It seems the healthcare system is shifting again to address reductions in costs and maintaining quality. We asked our Zintro experts to comment on these shifts, changes, and new trends, such as hospital mergers, insurer moves to purchase provider practices, and employers’ greater interest in employee care.
Laurie Gelb, a health care strategy and research consultant, says that it is not business as usual, but survival. “Mergers and acquisitions, which first made tentative inroads into healthcare in the 80s, is back with a vengeance because the fee for service outpatient/inpatient continuum no longer fares well under an increasingly regulated, standardized, constrained clinical practice model,” she says. “No clearly improved model has yet emerged. Integration in the medical home is a hedge toward a favorable cost and efficiency position when comparative effectiveness research, process improvement, and electronic medical records consolidation finally begin to bear fruit or when their failure to converge costs and outcomes will point to a better way entirely.”
Gelb says that we may yet see a backlash against cookbook medicine as it is now being written, paving the way for more technology-based solutions. “But those solutions will have be funded from the private sector, probably from outside the health care system. One area to look at is DME innovation. CMS and other payors are leasing and buying mediocre equipment under an archaic contracting system at tremendous expense,” says Gelb.
StrategicConsultant, an expert in managed care and HMOs, thinks that these health care shifts are related to the Affordable Care Act. “The Affordable Care Act is putting in requirements that health plans must maintain an 85% loss ratio except for small individual plans. This is driving consolidation among small plans that cannot continue to operate without member volume,” he says. “The larger plans are merging/acquiring smaller plans for a similar reason. The start-up costs for a new market make it difficult to hit targets. Instead, the strategy is to acquire a plan with established membership and physician networks. Other factors in the Affordable Care Act that are affecting the need to consolidate are the lowering of reimbursement by CMS. If you look at a market like Houston (where Health Spring had a presence), revenue is dropping from 118% of Medicare fee for service to 95%.”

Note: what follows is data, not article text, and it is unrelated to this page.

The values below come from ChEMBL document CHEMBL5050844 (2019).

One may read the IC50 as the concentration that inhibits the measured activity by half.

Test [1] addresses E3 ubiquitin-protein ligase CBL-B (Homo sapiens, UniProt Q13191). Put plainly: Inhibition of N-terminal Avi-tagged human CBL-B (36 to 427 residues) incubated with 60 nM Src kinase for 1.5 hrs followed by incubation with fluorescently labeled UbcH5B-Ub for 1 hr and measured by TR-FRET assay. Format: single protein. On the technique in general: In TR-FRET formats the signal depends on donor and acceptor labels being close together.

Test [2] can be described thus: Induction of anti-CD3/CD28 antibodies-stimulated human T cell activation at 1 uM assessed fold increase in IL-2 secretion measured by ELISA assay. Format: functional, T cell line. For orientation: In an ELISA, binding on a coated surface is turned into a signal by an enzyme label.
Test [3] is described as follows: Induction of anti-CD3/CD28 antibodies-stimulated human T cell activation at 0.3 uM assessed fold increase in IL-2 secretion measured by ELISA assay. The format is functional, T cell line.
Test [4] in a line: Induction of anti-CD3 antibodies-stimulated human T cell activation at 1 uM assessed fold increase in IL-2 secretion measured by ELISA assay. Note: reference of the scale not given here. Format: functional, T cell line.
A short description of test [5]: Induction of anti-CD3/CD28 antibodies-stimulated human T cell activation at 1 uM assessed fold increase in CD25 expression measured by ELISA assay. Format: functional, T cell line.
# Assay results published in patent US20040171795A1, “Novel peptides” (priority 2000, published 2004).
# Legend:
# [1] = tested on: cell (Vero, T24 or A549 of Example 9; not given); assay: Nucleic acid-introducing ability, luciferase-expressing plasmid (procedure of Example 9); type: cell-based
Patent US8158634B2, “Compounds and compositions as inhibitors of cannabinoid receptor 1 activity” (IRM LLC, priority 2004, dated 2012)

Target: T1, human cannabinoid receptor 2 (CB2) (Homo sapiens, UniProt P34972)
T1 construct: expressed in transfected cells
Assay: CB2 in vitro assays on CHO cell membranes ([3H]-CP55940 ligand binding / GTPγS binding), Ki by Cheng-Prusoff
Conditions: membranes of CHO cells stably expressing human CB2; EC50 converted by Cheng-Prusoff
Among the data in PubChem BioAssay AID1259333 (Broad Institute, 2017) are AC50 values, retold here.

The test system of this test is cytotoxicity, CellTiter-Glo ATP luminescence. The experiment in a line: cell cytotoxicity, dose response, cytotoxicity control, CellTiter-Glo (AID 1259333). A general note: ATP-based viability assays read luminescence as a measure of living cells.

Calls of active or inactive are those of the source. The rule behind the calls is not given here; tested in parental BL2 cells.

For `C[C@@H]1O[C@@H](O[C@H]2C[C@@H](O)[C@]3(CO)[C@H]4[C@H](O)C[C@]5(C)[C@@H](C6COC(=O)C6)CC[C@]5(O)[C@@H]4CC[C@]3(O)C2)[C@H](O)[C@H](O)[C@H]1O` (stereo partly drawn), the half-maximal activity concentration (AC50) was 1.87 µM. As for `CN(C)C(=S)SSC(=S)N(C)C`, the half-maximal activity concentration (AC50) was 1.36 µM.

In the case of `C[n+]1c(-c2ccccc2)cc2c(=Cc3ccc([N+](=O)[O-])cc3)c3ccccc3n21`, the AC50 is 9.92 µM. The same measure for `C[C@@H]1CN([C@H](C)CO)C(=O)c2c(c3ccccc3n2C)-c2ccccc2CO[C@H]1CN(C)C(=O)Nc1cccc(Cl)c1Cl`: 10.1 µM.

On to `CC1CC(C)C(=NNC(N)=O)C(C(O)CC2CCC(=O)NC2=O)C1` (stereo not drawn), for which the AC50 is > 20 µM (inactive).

StrategicConsultant thinks that the provider consolidation is also being driven by the Affordable Care Act but for different reasons. “The provider consolidation is being driven by changes in reimbursement models. CMS is looking to move toward a case rate payment for diseases. Individual doctors could be left out in the cold. Thus, we are seeing new physician groups being created and acquisition of physicians by hospitals. The hospital moves the physician to a salary payment instead of per visit, to a fixed cost instead of variable,” he says.
Anthony Cirillo, an expert in healthcare marketing and patient experience, says that these shifts are neither business as usual nor a sign of the economy. “It is more that the healthcare system will implode if left unchecked as it is. Costs are out of control, and a system of fee for services has contributed to that,” he says. “With accountable care organizations and bundled payments, healthcare providers now have to work together in a continuum of care to care for patients per-hospital, in-hospital, and post-hospital. Some are choosing to buy the components in the continuum to control it. For example, Highmark Blue Cross bought a hospital. Quality has economic repercussions. Value-based purchasing will take one percent of Medicare dollars from hospitals that they might earn back through clinical and patient experience performance. Likewise, hospital readmissions and hospital acquired infections all have economic repercussions.”
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